Fortress renewal

Vlotho, Germany

December 2003
Vlotho is a small north-west German town on the Weser, not far from Bielefeld. Its castle, associated with the semi-mythical medieval knight Greifenklau (gripping talon), has long been in ruins, with its massive curtain wall well preserved and repaired, but not so very much more than that above shoulder level.
LOMA won the competition for transforming the ruins into a more attractive place that would take advantage of the fortresss height above the town to offer splendid views of the whole valley.
LOMA decided to limit their interventions carefully so as not to compromise the remains. Throughout, their intention has been to repair the old work with sympathy and gentleness, and to add to it with new pieces that are as robust and straightforward as the medieval masonry. Almost all interventions are fundamentally of steel, for the most part galvanized, tough and uncompromising as the ancient stones.
Work has been restricted to a few key places. A new roof covers the ruins of the main building where weddings and festivities will be focused (presumably largely in summer). The roofs trapezoidal plan follows that of the ruins, and they are given sense of historical space by using stainless-steel mesh to bound the volumes. In front, a terrace, honed out of smooth marble to contrast with rough medieval random rubble, provides a promenade and, as it were, an ante-room to mesh-defined spaces.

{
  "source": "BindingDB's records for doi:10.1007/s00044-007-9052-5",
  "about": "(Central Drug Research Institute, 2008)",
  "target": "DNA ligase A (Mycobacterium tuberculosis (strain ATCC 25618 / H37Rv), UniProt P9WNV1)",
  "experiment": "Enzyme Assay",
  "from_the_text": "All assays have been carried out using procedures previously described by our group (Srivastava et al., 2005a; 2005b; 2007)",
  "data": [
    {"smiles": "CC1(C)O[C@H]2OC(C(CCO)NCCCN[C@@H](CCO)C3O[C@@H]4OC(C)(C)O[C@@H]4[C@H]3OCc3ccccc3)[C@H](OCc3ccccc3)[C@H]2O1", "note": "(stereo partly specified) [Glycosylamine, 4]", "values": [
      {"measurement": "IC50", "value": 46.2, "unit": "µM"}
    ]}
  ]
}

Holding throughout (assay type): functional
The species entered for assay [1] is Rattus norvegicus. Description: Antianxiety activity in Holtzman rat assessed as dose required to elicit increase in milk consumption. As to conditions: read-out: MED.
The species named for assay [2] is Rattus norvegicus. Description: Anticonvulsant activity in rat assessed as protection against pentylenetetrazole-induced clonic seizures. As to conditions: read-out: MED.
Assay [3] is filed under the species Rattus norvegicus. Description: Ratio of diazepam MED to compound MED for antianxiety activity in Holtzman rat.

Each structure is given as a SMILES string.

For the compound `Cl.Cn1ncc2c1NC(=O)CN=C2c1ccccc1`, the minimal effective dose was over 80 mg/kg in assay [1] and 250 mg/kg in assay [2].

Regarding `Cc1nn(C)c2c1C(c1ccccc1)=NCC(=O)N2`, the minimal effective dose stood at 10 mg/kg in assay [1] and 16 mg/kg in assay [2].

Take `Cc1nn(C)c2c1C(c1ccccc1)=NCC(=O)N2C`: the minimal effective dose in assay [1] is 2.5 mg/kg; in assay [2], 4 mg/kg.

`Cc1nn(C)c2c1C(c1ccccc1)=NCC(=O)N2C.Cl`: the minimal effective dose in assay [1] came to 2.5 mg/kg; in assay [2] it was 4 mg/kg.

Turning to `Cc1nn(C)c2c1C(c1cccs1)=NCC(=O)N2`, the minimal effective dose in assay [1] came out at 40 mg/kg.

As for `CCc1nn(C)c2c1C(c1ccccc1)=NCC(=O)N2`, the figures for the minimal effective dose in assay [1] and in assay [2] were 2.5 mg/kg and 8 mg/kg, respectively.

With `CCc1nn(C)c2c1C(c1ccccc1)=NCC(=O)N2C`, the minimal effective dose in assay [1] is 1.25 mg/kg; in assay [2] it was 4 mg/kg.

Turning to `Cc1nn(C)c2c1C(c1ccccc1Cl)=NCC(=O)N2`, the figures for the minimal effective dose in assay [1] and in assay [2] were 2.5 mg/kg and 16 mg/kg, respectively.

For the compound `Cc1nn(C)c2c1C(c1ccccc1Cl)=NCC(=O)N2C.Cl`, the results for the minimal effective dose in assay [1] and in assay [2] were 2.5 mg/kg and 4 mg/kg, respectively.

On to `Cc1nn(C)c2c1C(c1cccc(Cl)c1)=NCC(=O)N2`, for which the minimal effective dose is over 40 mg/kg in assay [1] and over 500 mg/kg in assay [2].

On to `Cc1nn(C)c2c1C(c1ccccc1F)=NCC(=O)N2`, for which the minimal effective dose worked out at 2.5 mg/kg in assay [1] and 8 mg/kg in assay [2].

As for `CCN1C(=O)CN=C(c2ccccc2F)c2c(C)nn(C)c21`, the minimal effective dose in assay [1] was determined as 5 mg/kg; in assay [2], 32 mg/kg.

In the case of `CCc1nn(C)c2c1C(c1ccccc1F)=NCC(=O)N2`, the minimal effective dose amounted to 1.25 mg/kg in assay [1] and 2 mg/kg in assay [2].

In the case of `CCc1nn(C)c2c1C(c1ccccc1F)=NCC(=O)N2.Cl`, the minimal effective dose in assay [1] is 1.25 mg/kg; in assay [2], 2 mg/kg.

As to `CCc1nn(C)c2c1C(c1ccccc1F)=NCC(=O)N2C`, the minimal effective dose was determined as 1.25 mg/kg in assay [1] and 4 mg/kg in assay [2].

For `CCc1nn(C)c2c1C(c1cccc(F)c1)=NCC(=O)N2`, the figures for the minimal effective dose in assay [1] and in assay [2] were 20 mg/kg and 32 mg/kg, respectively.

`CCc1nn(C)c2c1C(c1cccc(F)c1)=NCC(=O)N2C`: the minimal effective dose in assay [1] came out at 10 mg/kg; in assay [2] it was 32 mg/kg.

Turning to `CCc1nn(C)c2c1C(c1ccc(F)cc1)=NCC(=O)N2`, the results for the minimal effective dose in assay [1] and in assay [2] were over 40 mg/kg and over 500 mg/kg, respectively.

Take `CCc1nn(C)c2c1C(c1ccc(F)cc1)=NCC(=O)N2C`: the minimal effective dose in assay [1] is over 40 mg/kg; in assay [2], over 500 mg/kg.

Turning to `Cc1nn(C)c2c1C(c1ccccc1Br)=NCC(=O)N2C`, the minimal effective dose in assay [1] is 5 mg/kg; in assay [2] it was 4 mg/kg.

Another major intervention is the new galvanized steel access bridge over the fortresss moat. Above this is a new steel balcony or look-out that projects from the old wall to offer enhanced views of the valley. The whole composition is dominated by a telecommunications tower formed, like the other interventions, with a steel structure and steel mesh cladding. It provides a suitably austere identification mark for the renovated castle and its new role in civic life.
The jury was much taken with the sympathetic way in which the additions and alterations have been made, and by the fact that there is no compromise: old
is always clearly old, and new, new. It is an essay in episodes in time that is capable of many readings. PD

LOMA architektur + landscaftsarchitektur, Kassel
Project team
Ilija Vukorep, Petra Brunnhofer,
Wolfgang Schück
Simone Scardovelli